Updated: Aug 9, 2021
Meet the Co-Founders of Law Students for Black Lives!
Alyssa Gordon, University of Texas School of Law, Class of 2022
Co-Executive Director 2020-2021, 2021-2022
Injustice + a prolonged period of time does not = justice. Yet, according to every one of America's major institutions, it does, and the nation's violent anti-Black history is considered a mere thing of the past. I co-founded Law Students for Black Lives because the legal system is an active participant in the subjugation and dehumanization of Black people in America, and I felt it was necessary not only to use my privilege as a law student to expose such injustices, but to develop strategies to help rectify them. From America's founding, the law has been weaponized as a tool to harass, intimidate, and imprison African Americans--both physically and psychologically. As a budding legal professional and Black woman, I believe it is my duty to shed light on the numerous ways the legal system works against my community and to work to dismantle all forms of racism in the legal institution. As Executive Director of Internal Affairs at LS4BL, I help mobilize law students at the University of Texas School of Law, cultivate relationships with Texas Law's administration, advocate for institutional changes at the law school, and center Black voices within the legal system and the larger community. I am a current intern at the NAACP Legal Defense Fund and Educational Fund, Inc. My favorite hobby is reading African American literature. Some of my favorite works include "Invisible Man" by Ralph Ellison, "Beloved" by Toni Morrison, and "The Autobiography of Malcolm X," as told by Alex Haley. Fun fact: I was born with red hair and so was Malcolm X--my nickname as a child was "Red," and his nickname in youth was very similar: "Detroit Red”! At Texas Law, I am active in the Thurgood Marshall Legal Society, Public Interest Law Association, Southwest Black Law Students Association, and Civil Rights Clinic. I was also a Racial Equity Fellow at the Texas Law Entrepreneurship and Community Development Clinic. At the end of the day, without struggle, there can be no progress. I fight for a purpose that is bigger than I am, and for an equitable society not yet realized, but envisioned. And if I can dream it, I can defend it.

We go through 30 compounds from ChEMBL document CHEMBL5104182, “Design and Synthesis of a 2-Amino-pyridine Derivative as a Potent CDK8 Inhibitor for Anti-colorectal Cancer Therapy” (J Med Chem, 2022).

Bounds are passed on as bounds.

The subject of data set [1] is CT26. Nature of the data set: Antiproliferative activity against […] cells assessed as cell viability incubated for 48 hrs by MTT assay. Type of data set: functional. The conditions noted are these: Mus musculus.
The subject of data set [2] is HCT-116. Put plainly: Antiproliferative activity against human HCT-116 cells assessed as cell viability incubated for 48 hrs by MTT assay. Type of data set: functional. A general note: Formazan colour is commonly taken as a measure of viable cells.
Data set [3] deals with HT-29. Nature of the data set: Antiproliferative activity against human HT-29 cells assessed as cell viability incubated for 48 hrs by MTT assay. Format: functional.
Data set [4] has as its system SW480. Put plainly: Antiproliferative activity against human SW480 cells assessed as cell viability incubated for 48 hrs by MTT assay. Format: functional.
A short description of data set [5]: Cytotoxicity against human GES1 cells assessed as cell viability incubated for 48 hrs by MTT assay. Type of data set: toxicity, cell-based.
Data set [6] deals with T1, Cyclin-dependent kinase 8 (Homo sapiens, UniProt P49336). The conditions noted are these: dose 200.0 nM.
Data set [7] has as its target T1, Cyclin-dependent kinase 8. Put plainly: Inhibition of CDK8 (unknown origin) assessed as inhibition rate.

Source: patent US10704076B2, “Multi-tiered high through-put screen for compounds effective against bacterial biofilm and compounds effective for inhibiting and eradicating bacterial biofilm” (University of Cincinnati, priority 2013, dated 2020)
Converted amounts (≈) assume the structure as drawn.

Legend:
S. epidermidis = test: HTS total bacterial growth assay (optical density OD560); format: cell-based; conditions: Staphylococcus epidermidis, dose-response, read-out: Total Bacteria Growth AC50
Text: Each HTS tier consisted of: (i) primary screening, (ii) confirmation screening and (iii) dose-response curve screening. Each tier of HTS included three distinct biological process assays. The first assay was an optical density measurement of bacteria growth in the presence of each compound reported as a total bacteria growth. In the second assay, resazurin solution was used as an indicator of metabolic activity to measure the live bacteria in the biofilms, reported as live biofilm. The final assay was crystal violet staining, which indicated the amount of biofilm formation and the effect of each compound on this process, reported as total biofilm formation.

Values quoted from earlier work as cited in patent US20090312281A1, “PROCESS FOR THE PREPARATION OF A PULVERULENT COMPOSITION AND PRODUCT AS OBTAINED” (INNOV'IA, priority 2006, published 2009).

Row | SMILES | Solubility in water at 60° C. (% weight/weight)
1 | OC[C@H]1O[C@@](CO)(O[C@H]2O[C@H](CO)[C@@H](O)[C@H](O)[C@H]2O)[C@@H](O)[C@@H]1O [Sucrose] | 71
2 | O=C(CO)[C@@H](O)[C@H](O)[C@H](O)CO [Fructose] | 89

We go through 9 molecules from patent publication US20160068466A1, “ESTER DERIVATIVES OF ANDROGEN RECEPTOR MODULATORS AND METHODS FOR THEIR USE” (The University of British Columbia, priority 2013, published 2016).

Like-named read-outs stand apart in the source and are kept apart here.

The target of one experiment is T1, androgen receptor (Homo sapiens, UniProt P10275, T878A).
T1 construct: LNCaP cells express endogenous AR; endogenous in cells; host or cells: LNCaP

Ayo Adaranijo, University of Texas School of Law, Class of 2022
Co-Executive Director 2020-2021
As Executive Director of External Affairs, I manage teams and collaborate with the other directors on projects. I manage the day to day operations of the organization. I come up with and implement ideas for the organization and to push forward our values and mission. I work to build relationships outside the law school (with main campus, law firms, non-profits, and lawyers) to help create changes within the law school, our local community, and the legal system. My goal is to make sure LS4BL has the right resources outside of the law school. I co-founded LS4BL because- a) non-productive grieving is exhausting for me. I needed to do something, long term, that will help me channel all the frustration I was feeling with the legal system. b) I am a law student, and that's a privilege. It's important for individuals to always recognize the privilege we have and use it for good. I split my summer between Jones Day and Sidley Austin. I mostly worked on transactional/corporate law matters. I had the chance to work on projects related to COVID-19 and how contracts will be treated given the unprecedented pandemic and governmental orders. It may sound boring but I love that stuff lol. I hope to work on some emerging enterprises pro bono projects this summer and give back to communities that are important to me. I am reading a lot of African literature (fiction and non-fiction). I am currently reading "Welcome to Lagos" a book about soldiers who deserted the Nigerian army because their commander was giving inhumane orders. Next on my list is "A place for us". Other orgs- TMLS, SBA, and the Southwest BLSA.
Sheela Ranganathan, University of Texas School of Law, Class of 2022
Chief of Staff 2020-2021
My role is to help Ayo and Alyssa to execute their vision for the group, primarily by taking some of the logistics and administrative burden off their plates. They are both incredible leaders and I would 1000% be their chief of staff if they ran for president someday.
I got involved with LS4BL because I was searching for ways to use my privilege as a law student. We can’t do much with a year of 1L classes, but we can at least come together and advocate for change within our own campus and city. It doesn’t matter whether we want to work in big law, public interest, or government in the long run—I think regardless, every lawyer and law student should be mindful of 1) how we are players in a system that was built to perpetuate racial disparities and 2) what tangible actions we can incorporate into our legal practice to break that system down.
This summer, I split between clerking at Jackson Walker and researching legal issues for Rep. Mary González. My hobbies include CrossFit, singing, and petting my dog. Aside from LS4BL, I’m an incoming Dean’s Fellow and VP of APALSA.